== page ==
For decades, content marketers have been tasked with meeting buyers along their journey, striving to create best-answer content that satisfies curiosity, encourages brand engagements, and paints their product or service as the solution buyers are looking for.
However, as technology and innovation soared, internet accessibility expanded, competition evolved, and buyer and consumer preferences changed, many marketers have felt pressure to ramp up content production and push it out fast to stay visible, engaging, and relevant; they’re saying and doing more than ever.
But the question every marketer needs to answer is: Is my brand delivering experiences that leave a lasting impression?
The Current Situation
Savvy and ambitious content marketers are increasingly insight-driven, leveraging owned and third-party data to inform their content approach. For example:
For years research has consistently shown that buyers conduct much of their research online prior to reaching out to a vendor. So, you aim to create best-answer content based on search demand and topical relevance.
More research and experience shows that buyers don’t trust brands, but they do trust their peers and industry experts. So, you partner with relevant industry influencers to provide wide-ranging perspectives and grow thought leadership.
Social media platforms are learning and engagement destinations; it’s where buyers spend a huge chunk of their time personally and professionally. So, you leverage social media as part of your integrated strategy to amplify content, engage in discussions, spotlight influencers, and more.
But the question still remains: Are your efforts making a lasting impact? Are you making customers and prospective buyers feel something?
It’s the age of experience, folks. Fresh research from Gartner reveals that 80% of marketing leaders surveyed said they expect to compete mainly on customer experience this year. A study by Forrester, which was commissioned by *Adobe, shows that experience-led businesses have higher brand awareness, employee satisfcation, customer satisfaction, customer retention, and the list goes on. Finally, Adobe’s Digital Trends Report reveals that half of brands will increase CX-related technology spending this year.
Understanding discovery and consumption habits and preferences is vital. They are key parts of building your content marketing strategy, and part of our own process for developing best-answer content. But it’s time for a shift; it’s time to flip the experience switch.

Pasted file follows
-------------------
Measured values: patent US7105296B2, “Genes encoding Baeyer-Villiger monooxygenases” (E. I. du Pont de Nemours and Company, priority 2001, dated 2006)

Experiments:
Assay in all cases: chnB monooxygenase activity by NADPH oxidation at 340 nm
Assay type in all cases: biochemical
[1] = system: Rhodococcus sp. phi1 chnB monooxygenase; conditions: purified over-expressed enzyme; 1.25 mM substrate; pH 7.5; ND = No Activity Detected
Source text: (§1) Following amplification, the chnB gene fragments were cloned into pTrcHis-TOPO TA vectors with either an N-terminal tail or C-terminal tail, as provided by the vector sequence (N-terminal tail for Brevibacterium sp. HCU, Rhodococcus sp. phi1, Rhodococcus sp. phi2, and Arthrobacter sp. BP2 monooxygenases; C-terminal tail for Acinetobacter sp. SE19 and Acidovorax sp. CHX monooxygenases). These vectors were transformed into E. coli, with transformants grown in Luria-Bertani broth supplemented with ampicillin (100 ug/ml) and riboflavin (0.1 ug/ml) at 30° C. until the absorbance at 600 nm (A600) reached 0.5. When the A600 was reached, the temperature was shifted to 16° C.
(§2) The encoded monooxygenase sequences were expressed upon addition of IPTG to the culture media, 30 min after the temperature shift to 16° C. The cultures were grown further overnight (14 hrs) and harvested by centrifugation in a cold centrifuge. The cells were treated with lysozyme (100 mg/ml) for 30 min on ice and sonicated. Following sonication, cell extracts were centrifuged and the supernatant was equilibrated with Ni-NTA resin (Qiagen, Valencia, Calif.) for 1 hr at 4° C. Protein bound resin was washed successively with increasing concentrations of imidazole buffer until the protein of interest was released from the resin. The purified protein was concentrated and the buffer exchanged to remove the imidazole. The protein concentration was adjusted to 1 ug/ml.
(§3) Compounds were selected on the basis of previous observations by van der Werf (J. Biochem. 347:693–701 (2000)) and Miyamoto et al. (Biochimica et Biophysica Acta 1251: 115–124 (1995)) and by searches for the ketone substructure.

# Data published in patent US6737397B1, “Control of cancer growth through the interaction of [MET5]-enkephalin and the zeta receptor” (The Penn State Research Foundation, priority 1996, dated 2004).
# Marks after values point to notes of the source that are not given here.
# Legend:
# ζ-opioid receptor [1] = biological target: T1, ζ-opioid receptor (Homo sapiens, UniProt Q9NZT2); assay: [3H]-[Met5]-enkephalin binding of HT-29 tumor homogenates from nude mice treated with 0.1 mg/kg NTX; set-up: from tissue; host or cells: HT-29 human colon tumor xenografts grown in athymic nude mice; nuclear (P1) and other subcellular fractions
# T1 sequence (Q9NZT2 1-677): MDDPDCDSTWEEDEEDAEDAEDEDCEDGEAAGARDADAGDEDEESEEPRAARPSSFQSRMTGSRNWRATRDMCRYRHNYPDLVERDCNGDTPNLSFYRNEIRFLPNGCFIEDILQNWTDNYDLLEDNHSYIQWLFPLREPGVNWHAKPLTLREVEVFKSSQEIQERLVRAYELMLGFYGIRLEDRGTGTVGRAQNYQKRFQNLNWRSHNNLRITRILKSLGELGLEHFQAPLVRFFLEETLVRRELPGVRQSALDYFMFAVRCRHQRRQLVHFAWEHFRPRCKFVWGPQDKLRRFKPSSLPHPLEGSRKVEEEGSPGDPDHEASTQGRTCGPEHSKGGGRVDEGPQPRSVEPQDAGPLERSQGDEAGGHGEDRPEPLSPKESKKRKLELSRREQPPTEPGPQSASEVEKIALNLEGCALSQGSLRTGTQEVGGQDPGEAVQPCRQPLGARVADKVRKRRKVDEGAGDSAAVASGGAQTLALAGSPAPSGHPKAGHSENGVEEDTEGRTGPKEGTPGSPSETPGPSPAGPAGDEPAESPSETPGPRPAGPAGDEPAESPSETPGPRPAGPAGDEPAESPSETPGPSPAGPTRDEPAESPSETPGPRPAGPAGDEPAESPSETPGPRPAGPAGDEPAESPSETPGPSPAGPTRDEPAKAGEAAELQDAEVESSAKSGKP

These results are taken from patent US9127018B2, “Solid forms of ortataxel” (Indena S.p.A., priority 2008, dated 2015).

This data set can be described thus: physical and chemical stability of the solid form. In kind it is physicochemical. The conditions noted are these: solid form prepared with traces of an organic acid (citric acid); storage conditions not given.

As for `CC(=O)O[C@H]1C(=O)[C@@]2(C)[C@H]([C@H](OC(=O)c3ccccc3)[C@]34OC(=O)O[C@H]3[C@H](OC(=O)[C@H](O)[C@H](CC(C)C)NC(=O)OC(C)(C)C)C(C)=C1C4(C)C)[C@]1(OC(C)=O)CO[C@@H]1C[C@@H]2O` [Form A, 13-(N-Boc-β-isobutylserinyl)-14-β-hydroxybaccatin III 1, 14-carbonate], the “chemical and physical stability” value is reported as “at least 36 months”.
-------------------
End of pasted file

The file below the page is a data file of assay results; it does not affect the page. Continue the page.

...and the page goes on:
Flipping Your Switch
The examples in the previous section are still smart and relevant marketing plays. But the output may look a little different once you apply the experience lens.
The good news? Shifting your strategy to focus more on experiences largely comes down to mindset. The bad news? Shifting your strategy to focus more on experiences largely comes down to mindset.
When it comes to getting stakeholder buy-in, you’ll undoubtedly have to provide data-backed rationale, examples, level-set on potential results, and outline the needed budget. But be confident in your recommendation. You’ll certainly need to be open to feedback, but stay focused on your end goal to prevent your plan from being completely watered down. As Tim Washer, a seasoned B2B marketer, keynote speaker, and comedian once told me:
“These days, there’s so little content out there that truly connects with people. So often we start off with a good idea, it goes through a committee where everyone wants to have a say in something, and the idea begins to soften. Then you end up with the lowest common denominator of something safe.”
[bctt tweet=”So often we start off with a good idea, it goes through a committee where everyone wants to have a say in something, and the idea begins to soften. Then you end up with the lowest common denominator of something safe. @timwasher” username=”toprank”]
As Shep Hyken—a seasoned customer service and experience expert—shared with us not long ago: “Customers don’t compare you to your competitors anymore—they compare you to other positive experiences they’ve had.”
[bctt tweet=”Customers don’t compare you to your competitors anymore—they compare you to other positive experiences they’ve had. @Hyken” username=”toprank”]
Content marketers can play an integral role in crafting and advancing positive audience experiences with their brands. But it will require a shift in mindset for you, your team, and other key stakeholders within your organization.